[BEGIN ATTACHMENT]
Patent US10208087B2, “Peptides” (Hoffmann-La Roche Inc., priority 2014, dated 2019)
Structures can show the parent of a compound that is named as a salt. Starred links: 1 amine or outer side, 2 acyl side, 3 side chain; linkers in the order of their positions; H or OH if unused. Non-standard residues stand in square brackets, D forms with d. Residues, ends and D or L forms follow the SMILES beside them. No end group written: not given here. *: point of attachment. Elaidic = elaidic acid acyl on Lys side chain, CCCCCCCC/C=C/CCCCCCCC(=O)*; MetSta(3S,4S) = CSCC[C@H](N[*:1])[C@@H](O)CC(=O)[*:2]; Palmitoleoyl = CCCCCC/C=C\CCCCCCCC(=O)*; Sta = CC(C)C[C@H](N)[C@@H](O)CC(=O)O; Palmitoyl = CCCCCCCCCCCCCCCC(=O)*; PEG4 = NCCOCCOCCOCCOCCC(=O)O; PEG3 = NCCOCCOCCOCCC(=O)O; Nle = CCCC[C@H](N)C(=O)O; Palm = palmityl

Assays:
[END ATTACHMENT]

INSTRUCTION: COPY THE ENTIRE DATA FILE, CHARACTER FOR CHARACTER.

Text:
Patent US10208087B2, “Peptides” (Hoffmann-La Roche Inc., priority 2014, dated 2019)
Structures can show the parent of a compound that is named as a salt. Starred links: 1 amine or outer side, 2 acyl side, 3 side chain; linkers in the order of their positions; H or OH if unused. Non-standard residues stand in square brackets, D forms with d. Residues, ends and D or L forms follow the SMILES beside them. No end group written: not given here. *: point of attachment. Elaidic = elaidic acid acyl on Lys side chain, CCCCCCCC/C=C/CCCCCCCC(=O)*; MetSta(3S,4S) = CSCC[C@H](N[*:1])[C@@H](O)CC(=O)[*:2]; Palmitoleoyl = CCCCCC/C=C\CCCCCCCC(=O)*; Sta = CC(C)C[C@H](N)[C@@H](O)CC(=O)O; Palmitoyl = CCCCCCCCCCCCCCCC(=O)*; PEG4 = NCCOCCOCCOCCOCCC(=O)O; PEG3 = NCCOCCOCCOCCC(=O)O; Nle = CCCC[C@H](N)C(=O)O; Palm = palmityl

Assays: